New award-winning RVC research reveals the importance of a One Health approach if elimination of a major parasitic disease is to be achieved

24 Aug 2020

A new study published in Lancet Planetary Health led by the Royal Veterinary College (RVC), working in partnership with the Université Gaston Berger and Université Cheikh Anta Diop in Senegal and beyond, reveals the importance of a One Health approach if elimination of schistosomiasis, a parasitic disease, is to be achieved in sub-Saharan Africa.

This study, which also won the PhD McKeever Prize for scientific quality and potential impact on animal health, highlights how viable zoonotic hybridisation between parasites of humans with those of animals, together with wider ecosystem contexts, can affect the transmission and resilience of the disease.

Schistosomiasis is a disease caused by parasitic schistosome worms and is transmitted via contact with open water sources which contain the intermediate host, an aquatic snail. Second only to malaria in terms of socioeconomic impact, schistosomiasis predominantly affects the world’s poorest communities and is of profound global medical and veterinary importance.

Classified by the World Health Organisation (WHO) as a Neglected Tropical Disease, schistosomiasis has, until very recently, been neglected in terms of treatment, research and financial support.  Efforts to control human schistosomiasis have  begun to achieve significant success in many countries.  However, what has remained almost completely overlooked globally is that this disease can also affect animals, including livestock, which the most affected rural communities often depend on for their livelihoods. Furthermore, previous studies, including by this team of researchers, have found that these animal schistosome species can successfully hybridise with human schistosomes, to provide a potential ultimate challenge of zoonotic transmission.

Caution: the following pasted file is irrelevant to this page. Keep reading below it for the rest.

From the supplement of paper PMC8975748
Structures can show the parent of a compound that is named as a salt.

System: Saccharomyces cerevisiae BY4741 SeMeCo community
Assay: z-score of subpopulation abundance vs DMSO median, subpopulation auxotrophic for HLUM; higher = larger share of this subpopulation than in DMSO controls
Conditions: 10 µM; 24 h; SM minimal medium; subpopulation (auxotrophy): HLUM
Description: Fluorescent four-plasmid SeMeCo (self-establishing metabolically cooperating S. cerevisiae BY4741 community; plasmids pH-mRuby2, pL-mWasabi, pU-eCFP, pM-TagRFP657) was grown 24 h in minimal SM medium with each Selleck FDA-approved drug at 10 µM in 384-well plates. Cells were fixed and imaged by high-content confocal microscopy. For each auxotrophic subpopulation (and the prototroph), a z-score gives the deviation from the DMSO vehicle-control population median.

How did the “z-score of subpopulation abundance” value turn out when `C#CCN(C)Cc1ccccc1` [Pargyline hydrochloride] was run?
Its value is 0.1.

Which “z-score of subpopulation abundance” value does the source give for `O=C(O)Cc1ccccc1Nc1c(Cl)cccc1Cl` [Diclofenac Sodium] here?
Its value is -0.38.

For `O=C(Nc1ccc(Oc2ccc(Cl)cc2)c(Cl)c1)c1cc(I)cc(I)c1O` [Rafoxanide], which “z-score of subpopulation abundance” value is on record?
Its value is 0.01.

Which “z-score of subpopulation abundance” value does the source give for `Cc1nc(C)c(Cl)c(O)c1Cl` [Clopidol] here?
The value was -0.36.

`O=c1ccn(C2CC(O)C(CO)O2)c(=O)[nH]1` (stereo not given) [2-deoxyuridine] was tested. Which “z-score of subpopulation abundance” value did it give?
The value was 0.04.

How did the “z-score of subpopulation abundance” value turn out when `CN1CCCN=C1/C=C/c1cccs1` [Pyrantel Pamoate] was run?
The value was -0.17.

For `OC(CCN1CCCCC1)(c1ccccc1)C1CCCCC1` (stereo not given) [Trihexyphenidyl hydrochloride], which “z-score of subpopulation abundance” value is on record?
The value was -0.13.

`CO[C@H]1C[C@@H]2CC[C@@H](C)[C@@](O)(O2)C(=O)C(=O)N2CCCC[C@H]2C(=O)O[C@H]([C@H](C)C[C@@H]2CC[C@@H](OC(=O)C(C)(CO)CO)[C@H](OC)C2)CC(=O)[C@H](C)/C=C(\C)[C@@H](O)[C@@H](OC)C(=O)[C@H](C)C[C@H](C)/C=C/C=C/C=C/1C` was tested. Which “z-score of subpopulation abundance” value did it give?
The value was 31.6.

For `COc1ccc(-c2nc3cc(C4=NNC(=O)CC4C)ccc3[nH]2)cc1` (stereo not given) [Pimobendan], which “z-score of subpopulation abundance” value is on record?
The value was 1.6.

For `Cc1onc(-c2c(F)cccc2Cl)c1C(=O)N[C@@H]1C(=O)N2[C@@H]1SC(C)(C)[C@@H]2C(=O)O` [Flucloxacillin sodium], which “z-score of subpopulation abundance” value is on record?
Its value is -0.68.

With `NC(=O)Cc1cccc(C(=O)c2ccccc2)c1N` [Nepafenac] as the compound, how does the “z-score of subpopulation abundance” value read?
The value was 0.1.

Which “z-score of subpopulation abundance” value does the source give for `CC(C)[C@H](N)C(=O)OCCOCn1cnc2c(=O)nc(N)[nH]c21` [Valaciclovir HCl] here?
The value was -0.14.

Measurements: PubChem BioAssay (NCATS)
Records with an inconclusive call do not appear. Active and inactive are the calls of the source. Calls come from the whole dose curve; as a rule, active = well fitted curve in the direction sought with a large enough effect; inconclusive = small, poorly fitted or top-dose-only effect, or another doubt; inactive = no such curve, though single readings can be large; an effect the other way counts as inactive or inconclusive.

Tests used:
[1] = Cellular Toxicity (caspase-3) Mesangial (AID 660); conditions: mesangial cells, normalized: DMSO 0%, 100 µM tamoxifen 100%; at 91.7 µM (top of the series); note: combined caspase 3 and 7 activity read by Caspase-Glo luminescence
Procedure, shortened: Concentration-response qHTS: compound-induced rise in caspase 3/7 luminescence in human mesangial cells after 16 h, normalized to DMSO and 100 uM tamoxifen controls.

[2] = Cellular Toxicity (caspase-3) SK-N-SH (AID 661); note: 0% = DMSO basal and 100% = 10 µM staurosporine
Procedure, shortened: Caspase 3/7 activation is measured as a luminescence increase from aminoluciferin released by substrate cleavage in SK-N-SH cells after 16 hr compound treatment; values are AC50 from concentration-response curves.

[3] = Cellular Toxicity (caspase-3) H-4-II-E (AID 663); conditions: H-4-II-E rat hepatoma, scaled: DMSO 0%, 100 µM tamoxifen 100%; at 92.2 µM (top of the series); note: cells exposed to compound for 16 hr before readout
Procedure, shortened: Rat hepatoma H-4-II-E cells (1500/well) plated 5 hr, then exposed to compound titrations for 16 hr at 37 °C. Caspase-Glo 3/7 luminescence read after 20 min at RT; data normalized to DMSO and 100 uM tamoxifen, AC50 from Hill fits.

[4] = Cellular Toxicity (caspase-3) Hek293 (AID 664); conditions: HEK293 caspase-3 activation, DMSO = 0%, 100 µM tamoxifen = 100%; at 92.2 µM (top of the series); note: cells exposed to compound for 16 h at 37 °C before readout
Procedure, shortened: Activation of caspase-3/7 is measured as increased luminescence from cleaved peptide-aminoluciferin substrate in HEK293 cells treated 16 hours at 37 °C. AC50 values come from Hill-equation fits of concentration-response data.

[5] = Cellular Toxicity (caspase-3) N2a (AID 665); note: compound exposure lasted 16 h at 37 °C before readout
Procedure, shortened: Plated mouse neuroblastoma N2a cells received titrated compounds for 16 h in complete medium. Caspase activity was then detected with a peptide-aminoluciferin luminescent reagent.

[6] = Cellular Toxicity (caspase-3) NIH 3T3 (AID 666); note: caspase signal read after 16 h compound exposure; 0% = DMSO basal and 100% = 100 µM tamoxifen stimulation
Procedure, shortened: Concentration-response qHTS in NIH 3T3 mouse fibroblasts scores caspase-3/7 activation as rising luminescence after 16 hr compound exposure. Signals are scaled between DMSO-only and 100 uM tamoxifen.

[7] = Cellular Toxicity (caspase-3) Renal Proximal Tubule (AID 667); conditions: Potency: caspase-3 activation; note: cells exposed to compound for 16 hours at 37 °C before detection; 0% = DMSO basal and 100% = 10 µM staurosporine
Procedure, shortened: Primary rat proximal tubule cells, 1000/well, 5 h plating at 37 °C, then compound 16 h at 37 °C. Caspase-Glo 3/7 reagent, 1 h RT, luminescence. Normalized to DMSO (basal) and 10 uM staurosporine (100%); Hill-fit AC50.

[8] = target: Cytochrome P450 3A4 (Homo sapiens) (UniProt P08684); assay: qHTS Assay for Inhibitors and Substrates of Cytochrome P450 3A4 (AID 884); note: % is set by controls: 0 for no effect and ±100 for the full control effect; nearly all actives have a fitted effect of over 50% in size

Over a three-year period, the research, led by Professor Joanne Webster, Professor of Parasitic Diseases at the RVC, and conducted in partnership with the Université Gaston Berger and Université Cheikh Anta Diop in Senegal, evaluated the multi-host, multi-parasite transmission cycle of Haematobium group schistosomiasis from Richard Toll and Lac de Guiers; and Barkedji and Linguere, two main regions with Northern Senegal, West Africa, making this the most comprehensive schistosomiasis multi-parasite and multi-host study performed within Africa  to date.

The researchers examined the prevalence and intensities of Schistosoma haematobium in humans, previously assumed to be the only agent of human urogenital schistosomiasis, Schistosoma bovis and Schistosoma curassoni, causative agents of intestinal schistosomiasis in livestock, and the existence and dynamics of these viable zoonotic hybrid schistosomes between species of humans and livestock.